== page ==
Album Review: Tears Run Rings - In Surges

Back when I was, like, really into shoegaze music, I also had a desk job that allowed me a lot of time to putz around on the internet, which is how I came to discover a lot of bands that I listened to circa 2011-2. At the time, I also had what I considered to be a ‘disposable income,’ meaning I spent more money than I ever should have on records.

In that putzing, I somehow came across Deep Space Recordings, a small shoegaze/psychedelic imprint and distro based out of North Carolina—the label responsible for the cult classic EP from LSD And The Search for God.

In one of my early orders (there were many) with the label, I grabbed a copy of the sophomore LP from Tears Run Rings—Distance—released in 2010. Shortly after that, I ordered the band’s debut album, Always, Sometimes, Seldom, Never. This was in early 2012, and even then, information on what the band was up to at that time was scarce, and had since remained scarce until very recently, when it was announced that a new Tears Run Rings album was completed and its release was imminent.

In Surges, the band’s third full-length, explores similar territory to its predecessors—meaning it evokes the swooning, hazy atmosphere that occurs between waking life and dreams—creating a surreal listening environment.

Opening and closing with two more additions to the “Happiness” series of songs the band has included on every album thus far, In Surges begins with a slow moving, shimmering, icy introduction that fits in well with the glacially inspired cover artwork. The album itself really doesn’t properly begin until its second track, the quickly paced, soaring, and catchy “Belly Up.”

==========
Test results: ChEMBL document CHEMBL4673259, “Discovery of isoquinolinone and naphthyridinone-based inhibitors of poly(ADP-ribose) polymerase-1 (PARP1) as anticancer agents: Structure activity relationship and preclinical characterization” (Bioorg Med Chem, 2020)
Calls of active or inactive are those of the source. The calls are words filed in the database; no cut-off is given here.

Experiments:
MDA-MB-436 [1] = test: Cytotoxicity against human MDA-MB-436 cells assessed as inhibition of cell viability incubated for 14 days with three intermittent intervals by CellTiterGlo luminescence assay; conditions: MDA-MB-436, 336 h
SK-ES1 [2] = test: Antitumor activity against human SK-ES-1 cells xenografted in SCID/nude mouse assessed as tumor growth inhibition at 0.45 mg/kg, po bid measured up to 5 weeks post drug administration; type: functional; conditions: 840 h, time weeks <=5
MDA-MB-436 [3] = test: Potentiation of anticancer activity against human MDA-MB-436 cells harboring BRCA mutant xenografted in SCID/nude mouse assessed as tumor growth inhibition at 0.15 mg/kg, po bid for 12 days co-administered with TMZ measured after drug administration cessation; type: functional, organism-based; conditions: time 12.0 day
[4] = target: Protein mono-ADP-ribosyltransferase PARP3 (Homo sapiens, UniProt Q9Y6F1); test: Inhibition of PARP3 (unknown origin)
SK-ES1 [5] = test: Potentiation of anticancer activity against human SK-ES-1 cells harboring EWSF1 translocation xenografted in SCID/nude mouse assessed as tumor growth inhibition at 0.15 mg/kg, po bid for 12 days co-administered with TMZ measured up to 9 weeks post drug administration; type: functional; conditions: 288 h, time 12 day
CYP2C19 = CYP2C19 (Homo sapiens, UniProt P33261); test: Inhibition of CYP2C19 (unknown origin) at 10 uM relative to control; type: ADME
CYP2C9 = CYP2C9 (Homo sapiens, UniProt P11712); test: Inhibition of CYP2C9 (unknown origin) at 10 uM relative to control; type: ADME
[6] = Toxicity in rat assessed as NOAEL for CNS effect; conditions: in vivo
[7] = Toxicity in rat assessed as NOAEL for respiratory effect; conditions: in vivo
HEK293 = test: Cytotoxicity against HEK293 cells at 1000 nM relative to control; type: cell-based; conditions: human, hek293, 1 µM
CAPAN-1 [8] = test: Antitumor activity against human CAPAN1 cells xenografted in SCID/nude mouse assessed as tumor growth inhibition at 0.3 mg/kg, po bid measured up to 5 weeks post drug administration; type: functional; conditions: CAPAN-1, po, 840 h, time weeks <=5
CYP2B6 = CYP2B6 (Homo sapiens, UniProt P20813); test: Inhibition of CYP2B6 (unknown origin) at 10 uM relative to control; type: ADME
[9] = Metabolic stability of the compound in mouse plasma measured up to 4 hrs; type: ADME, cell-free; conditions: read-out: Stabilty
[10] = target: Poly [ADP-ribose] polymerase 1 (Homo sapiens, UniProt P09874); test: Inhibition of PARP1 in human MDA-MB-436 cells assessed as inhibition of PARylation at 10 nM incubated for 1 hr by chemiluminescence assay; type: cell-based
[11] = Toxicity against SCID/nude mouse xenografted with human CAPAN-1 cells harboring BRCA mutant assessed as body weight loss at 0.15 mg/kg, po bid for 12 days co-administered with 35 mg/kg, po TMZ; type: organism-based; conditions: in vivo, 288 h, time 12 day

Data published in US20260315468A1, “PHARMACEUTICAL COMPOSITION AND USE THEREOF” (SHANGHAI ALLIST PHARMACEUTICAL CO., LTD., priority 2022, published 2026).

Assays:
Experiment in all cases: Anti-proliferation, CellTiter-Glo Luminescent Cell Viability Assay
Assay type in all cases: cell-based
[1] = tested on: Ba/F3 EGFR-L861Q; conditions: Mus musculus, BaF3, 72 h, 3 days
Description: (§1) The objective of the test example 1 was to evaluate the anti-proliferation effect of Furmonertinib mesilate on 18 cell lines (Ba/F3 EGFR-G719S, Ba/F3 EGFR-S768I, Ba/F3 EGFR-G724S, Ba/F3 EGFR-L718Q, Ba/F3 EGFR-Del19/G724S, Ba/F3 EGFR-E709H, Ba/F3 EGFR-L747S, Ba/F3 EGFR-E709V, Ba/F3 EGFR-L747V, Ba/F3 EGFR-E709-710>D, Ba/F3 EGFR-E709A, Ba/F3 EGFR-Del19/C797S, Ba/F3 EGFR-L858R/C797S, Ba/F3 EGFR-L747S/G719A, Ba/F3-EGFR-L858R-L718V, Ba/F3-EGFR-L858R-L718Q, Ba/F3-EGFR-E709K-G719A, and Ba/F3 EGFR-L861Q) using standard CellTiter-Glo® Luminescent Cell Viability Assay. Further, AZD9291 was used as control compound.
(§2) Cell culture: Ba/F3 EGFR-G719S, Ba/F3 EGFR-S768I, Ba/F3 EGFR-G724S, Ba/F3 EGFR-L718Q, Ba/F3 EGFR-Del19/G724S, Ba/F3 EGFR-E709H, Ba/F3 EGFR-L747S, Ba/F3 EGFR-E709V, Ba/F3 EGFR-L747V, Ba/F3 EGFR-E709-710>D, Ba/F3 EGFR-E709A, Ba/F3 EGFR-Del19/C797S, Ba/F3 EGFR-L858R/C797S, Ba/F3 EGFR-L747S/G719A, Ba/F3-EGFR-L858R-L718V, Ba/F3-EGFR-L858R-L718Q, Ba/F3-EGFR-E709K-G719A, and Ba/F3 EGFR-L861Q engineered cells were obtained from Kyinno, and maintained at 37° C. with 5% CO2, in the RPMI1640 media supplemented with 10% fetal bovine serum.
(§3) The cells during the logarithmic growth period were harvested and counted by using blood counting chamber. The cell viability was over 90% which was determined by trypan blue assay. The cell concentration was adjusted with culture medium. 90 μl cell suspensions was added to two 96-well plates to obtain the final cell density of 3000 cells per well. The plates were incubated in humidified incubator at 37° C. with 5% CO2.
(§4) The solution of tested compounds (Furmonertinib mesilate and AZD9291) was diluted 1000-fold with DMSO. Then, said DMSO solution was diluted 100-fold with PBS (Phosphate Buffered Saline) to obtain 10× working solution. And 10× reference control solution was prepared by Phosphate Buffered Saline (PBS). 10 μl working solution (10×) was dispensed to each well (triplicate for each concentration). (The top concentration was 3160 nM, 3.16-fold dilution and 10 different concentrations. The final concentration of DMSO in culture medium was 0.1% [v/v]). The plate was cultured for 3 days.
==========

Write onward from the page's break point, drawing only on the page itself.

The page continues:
The balancing act between more post-punk inspired, faster tempo tracks and the moody, dense, and unhurried songs is what the band tries its best to do throughout In Surges; and, for the most part, it’s a balancing act that they are able to maintain, often through alternating back and forth between the two different styles within the structure of the album. Or, in the case of the slow motion, jangling and shimmering “Part of The Glass,” they combine both.

In Surges’ finest moments arrives near the end in the form of “Destroyer”—it’s lengthiest track that conjures up heavy, dreamy Cocteau Twins vibes along with all the .GIFs of Audrey Horne dancing in the Double R that you can imagine.  Tears Run Rings then follow this up with the album’s most rollicking and driving—“Something You Can’t Hide.”

The aforementioned structure to In Surges also proves to be its fatal flaw. Throughout the course of the album’s ten tracks, it struggles to maintain a steady level of energy as it moves from song to song while shifting tone and atmosphere. It also is the kind of album that it is very easy to get lost in—which is both a good and bad thing in this case. Good, because that only enforces the feeling of that space occupied between waking and sleeping; bad, however, because at times, the album all starts to sound just a little samey since many of the songs are patterns cut from the same cloth.

I may not listen to nearly as much shoegaze as I did during a different time in my life, but it’s still a genre that I have a soft spot for. Following their six year absence, In Surges is a welcome return for Tears Run Rings, and it is the kind of record that pays tribute to the bands that came before during the initial heyday of the genre (Slowdive, mostly), all while bringing some fresh perspective to the sound.